The bass is contoured and provides all the necessary detail as far as pitch and dynamics are concerned. Low-level bass is also present here. In my experience with the Blue Byrd, the sound personalisation function added a bass and treble boost to the overall sound image. Depending on the intensity control setting selected, the sound image can become more powerful, but the additional bass element becomes an increasingly emphasised overlay. At5 high playback levels, the drivers were even overloaded. As such, it’s recommend you take the time to play around with intensity level settings. The manual suggests a guide value of 50 percent, although I’d suggest opting for a lower setting if you prefer a more neutral sound.
When you have found the right value, the midrange also delivers good resolution and fine details, with a clean reproduction of instrumental elements and vocals. Even with higher frequencies, the Blue Byrd showcases some superb resolution and transparency, without the playback audio suffering from any sharpness defects.
Ultimately, I would still rate the stereo panorama of and associated movements as good, although it has be to said that spatial information is rather weak. In particular, voice quality only really gets any look in when telephoning.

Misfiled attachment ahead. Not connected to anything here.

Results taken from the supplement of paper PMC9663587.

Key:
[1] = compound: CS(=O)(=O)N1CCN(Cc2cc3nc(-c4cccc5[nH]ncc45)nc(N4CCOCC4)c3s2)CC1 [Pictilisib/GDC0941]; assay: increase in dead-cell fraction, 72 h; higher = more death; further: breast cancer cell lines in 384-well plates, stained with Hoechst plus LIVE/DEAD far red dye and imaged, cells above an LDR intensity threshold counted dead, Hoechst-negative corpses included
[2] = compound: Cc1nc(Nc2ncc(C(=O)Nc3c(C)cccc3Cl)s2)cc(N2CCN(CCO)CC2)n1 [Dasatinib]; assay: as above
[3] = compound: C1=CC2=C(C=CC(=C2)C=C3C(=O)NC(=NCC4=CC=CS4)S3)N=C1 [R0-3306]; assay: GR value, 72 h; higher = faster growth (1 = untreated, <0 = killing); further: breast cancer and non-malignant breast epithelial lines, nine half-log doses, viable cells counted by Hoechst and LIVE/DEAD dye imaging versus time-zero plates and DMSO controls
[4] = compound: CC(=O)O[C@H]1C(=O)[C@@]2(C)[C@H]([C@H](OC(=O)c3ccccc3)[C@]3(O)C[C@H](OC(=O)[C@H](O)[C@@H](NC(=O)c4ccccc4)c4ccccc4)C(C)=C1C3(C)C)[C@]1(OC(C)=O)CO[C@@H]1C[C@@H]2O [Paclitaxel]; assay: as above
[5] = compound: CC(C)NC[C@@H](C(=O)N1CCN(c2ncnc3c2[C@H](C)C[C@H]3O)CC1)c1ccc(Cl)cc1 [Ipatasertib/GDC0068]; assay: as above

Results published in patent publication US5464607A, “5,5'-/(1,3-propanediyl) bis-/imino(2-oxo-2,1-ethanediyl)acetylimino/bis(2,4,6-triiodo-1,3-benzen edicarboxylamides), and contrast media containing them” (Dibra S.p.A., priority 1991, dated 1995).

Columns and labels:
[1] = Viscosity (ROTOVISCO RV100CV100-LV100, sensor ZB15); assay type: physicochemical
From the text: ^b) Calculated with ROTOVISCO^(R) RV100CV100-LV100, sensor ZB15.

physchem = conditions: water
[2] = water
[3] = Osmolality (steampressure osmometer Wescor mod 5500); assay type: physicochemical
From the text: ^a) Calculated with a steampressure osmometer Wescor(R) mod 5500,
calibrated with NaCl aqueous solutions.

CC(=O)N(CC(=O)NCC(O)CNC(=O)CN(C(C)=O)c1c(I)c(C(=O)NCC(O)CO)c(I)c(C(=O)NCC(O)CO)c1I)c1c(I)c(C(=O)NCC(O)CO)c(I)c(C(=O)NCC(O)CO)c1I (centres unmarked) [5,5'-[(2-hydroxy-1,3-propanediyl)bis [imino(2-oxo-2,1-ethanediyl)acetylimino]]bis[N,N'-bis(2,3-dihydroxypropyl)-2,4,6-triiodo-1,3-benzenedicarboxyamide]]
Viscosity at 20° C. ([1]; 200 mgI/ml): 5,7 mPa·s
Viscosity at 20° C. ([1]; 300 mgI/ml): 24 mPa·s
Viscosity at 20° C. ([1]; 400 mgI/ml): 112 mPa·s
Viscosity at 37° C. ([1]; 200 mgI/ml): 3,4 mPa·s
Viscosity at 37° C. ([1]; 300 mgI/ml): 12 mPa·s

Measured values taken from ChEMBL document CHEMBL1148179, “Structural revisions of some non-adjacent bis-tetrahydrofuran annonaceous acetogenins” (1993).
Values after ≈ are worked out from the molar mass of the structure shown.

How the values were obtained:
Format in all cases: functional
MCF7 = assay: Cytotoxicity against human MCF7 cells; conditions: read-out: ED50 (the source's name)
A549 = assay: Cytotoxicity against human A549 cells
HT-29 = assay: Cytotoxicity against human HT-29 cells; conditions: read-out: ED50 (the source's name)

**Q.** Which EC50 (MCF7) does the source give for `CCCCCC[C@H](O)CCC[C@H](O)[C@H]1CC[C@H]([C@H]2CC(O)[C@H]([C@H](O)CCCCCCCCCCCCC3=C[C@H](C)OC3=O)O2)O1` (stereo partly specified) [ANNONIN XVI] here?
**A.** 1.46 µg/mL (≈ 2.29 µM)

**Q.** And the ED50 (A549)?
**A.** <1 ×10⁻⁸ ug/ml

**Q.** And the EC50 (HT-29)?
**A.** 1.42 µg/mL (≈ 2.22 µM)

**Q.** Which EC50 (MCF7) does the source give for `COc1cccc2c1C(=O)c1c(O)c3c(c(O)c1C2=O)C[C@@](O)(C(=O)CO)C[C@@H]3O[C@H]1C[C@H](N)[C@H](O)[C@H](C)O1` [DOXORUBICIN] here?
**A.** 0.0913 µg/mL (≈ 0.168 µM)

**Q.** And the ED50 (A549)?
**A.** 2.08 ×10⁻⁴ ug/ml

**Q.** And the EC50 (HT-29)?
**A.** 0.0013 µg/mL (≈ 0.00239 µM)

Beyerdynamic are pushing the Blue Byrd out to market for a RRP of 120 euros and above. You can expect plenty in return for this reasonable investment. Technically, these featherweight in-ears offer a low-profile option that utilise high-quality codecs and personalised sound adjustment. Although the sound on offer isn’t neutral, it’s appealing all the same. However, the reality is, there’s some tough market competition from rival manufacturers delivering cheaper products with premium technical capabilities. The Blue Byrd only really loses big points when it comes to battery life and operational gripes, with both areas highlighting potential problems with the model some might have issue with.
- Ear couplingIn-ear
- Transducer principledynamic
- Frequency response (headphones)10 - 25.000 Hz
- Weight without cable6 g
What's in the box
- 5 pairs of silicone ear tips
- USB charging cable
- Travel case
- BT version: 4.2
- BT codecs: SBC, mSBC, AAC, aptX, aptX LL
- BT profiles: HSP, HFP, A2DP, AVRCP, SPP, GAP, SDP
- MOSAYC Sound personalization via app for iOS and Android